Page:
La Manufacture is out to prove that design can still survive on the high street

La Manufacture furniture

A lifestyle brand with “a real soul” has launched in Paris, in a boutique that brings fashion together with furniture and homeware.

La Manufacture has opened a venue in the Opéra district of Paris, with a mission to show that design can still survive on the high street.

La Manufacture boutique in Paris
La Manufacture has opened its boutique in the Opéra district of Paris

Company founder Robert Acouri, who also leads contract furniture company Cider, believes that a brand can endure even the most challenging of financial climates when it offers a special experience to the customer.

La Manufacture’s ethos is to combine French style and Italian craftsmanship, creating designs that have a timeless quality rather following the latest trends.

“It is a vision that I have had for such a long time,” Acouri told Dezeen. “The idea was to do something that has a real soul and see what happens.”

La Manufacture boutique in Paris
Studio Blanco designed the visual identity, including a logo that appears throughout

The concept came when Acouri asked Luca Nichetto to work on a design for Cider and the industrial designer turned him down. Nichetto instead encouraged the CEO to develop a second brand with a more editorial rather than commercial approach.

Acouri quickly brought Nichetto on board to be creative director. The pair also enlisted designer Milena Laquale to lead the fashion arm, given her experience across both haute couture and ready-to-wear, while Studio Blanco was given the important task of overseeing brand identity.

“The goal from the very beginning was to set up a platform and then start to fit all the ingredients into that,” explained Nichetto. “To have the right people with the right skills from the start was very, very important.”

La Manufacture boutique in Paris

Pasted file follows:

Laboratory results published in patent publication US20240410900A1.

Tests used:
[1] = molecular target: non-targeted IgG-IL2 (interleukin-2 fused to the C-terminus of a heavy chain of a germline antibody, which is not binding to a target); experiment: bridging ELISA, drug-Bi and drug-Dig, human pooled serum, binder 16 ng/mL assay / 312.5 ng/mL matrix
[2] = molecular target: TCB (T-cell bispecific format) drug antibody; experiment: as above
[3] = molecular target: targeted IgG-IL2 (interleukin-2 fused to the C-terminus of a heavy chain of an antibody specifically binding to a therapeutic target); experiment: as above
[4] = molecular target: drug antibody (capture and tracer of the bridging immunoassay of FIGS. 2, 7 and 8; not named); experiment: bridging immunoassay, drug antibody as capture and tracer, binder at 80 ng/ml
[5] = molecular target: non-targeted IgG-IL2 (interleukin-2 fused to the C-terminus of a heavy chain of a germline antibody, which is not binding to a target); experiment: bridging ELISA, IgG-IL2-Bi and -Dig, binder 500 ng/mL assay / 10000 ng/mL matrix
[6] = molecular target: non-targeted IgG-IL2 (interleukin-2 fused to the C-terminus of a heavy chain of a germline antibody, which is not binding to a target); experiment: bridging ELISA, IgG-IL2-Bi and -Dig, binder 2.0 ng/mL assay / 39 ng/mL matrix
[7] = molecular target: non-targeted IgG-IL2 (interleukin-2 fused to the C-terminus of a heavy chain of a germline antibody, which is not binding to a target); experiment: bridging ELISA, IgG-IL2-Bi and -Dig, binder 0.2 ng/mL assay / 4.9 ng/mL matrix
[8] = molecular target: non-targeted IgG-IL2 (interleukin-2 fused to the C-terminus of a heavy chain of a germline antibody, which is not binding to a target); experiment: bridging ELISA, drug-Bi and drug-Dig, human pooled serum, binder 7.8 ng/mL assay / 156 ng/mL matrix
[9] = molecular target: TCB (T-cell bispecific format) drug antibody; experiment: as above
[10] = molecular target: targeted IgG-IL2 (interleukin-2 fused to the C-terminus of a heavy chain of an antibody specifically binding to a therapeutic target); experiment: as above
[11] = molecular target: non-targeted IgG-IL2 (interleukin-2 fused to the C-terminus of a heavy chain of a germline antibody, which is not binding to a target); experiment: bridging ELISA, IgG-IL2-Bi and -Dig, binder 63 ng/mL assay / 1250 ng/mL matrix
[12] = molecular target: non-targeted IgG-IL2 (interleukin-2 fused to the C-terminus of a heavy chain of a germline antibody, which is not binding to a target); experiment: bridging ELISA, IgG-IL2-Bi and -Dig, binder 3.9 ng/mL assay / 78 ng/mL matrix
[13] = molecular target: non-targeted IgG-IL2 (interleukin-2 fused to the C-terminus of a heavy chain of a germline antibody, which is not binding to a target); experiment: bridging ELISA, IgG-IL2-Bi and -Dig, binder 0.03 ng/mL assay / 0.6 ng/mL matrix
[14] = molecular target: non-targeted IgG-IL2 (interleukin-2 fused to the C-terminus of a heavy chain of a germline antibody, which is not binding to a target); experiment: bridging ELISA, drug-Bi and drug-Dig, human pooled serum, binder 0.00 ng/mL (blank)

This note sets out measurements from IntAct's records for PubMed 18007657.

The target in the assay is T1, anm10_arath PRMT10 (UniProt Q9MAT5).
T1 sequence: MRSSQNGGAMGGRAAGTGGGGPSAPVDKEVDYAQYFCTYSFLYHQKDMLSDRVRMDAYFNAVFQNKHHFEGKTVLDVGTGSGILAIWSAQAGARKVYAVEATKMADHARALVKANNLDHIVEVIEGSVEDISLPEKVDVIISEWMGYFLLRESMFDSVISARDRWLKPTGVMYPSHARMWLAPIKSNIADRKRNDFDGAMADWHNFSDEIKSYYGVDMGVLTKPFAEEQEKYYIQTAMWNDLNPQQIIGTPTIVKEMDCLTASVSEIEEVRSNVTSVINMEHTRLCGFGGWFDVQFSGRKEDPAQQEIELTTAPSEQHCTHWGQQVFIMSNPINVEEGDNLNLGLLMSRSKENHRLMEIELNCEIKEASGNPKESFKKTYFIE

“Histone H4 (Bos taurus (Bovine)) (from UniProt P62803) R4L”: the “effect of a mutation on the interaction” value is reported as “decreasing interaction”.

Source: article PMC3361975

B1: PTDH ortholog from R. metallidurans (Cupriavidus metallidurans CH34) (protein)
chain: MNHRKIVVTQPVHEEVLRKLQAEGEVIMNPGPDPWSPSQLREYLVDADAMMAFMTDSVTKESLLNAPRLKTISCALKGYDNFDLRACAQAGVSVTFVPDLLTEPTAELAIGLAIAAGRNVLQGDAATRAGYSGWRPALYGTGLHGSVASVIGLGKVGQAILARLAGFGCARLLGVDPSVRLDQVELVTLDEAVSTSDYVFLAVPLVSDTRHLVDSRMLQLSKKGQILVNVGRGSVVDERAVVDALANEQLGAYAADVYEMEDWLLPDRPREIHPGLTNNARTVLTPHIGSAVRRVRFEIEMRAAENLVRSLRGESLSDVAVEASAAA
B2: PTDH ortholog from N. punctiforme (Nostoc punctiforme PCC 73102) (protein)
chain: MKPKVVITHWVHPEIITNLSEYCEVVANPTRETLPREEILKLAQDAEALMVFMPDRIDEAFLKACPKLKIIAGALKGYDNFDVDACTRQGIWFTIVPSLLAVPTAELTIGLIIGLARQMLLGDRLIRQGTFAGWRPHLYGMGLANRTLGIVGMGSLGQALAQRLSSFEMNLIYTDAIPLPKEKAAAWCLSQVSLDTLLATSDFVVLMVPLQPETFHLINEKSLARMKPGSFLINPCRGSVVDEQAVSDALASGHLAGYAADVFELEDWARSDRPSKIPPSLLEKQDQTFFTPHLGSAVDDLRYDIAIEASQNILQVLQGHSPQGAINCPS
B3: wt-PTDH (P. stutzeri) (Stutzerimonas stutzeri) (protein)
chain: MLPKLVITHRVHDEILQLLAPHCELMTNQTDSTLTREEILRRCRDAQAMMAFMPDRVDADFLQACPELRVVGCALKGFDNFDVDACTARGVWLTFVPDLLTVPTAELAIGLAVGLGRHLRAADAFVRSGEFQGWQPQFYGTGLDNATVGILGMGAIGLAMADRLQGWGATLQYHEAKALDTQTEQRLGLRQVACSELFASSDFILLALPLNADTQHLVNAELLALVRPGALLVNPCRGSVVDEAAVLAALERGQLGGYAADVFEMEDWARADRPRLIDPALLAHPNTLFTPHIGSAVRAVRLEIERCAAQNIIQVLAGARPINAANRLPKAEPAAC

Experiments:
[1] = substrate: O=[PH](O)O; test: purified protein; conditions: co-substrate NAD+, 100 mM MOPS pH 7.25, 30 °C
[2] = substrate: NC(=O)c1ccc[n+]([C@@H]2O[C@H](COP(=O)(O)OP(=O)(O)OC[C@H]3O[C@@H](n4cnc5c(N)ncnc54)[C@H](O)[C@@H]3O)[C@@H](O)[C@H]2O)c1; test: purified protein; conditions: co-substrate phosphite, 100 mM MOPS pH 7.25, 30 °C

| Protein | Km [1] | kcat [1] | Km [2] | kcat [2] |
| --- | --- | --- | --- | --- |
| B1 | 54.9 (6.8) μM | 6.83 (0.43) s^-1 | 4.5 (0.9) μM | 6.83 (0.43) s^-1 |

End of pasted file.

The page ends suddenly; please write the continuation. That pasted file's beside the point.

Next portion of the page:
The logo features in extruded aluminium profiles that frame the shopfront

The boutique, designed by Nichetto, is intended to be more of a shop than a showroom or a concept store.

The brand’s inaugural furniture collection, created by well-known designers like Patrick Norguet and Sebastian Herkner, is to be used rather than simply looked at.

Among the most noticeable pieces are Soufflé, a tall arched mirror designed by Nichetto; Stack, a sofa made up of stacked cushions by Nendo; and Work Extruded, a table with extruded aluminium legs by Ben Gorham.

La Manufacture boutique in Paris
The brand brings together fashion and furniture

Garments and accessories can be found in a dedicated dressing area at the end of the space, but also dotted around the store, displayed against tiled walls in shades of blue and white, and hanging over Nendo’s Perch coat stand.

The launch collection focuses on classic shapes, relaxed tailoring and staple colours. Bold patterns and bright hues are kept to a minimum.

La Manufacture boutique in Paris
The aim is to create timeless designs rather than follow the latest trends

The brand logo can be spotted all over the space. Not only does it feature in signage, it embellishes several of the fashion designs and even features in the extruded aluminium profiles that frame the shopfront.

Another important feature is an eight-metre-long marble-topped counter that serves as a checkout and product display area, but which can also be used as a buffet table when the shop is hosting parties or dinners.

La Manufacture furniture
The inaugural furniture collection includes 21 designs

La Manufacture hosted a series of launch events this month, coinciding with the Maison&Objet furniture fair and Paris Fashion Week Men’s. But Acouri doesn’t want to rush the international expansion.

The brand plans to debut the furniture in Milan in 2021 rather than this year, while an online store is still a while away.

“We take time on every decision we make to be sure that it is the right one,” said Acouri. “We really want to do it perfectly.”

La Manufacture furniture
It includes pieces by creative director Luca Nichetto, Todd Bracher, Patrik Norguet and Nendo

The CEO isn’t fazed by the challenge of establishing the company, at a time when many other brands are struggling.

“When I opened my first company, it was 2012 and it was a really bad time,” he added. “Everyone told me I was crazy to open a showroom in the centre of Paris. I told them, if I survive now, I’ll always go far,” he continued.

“It’s exactly the same this time.”

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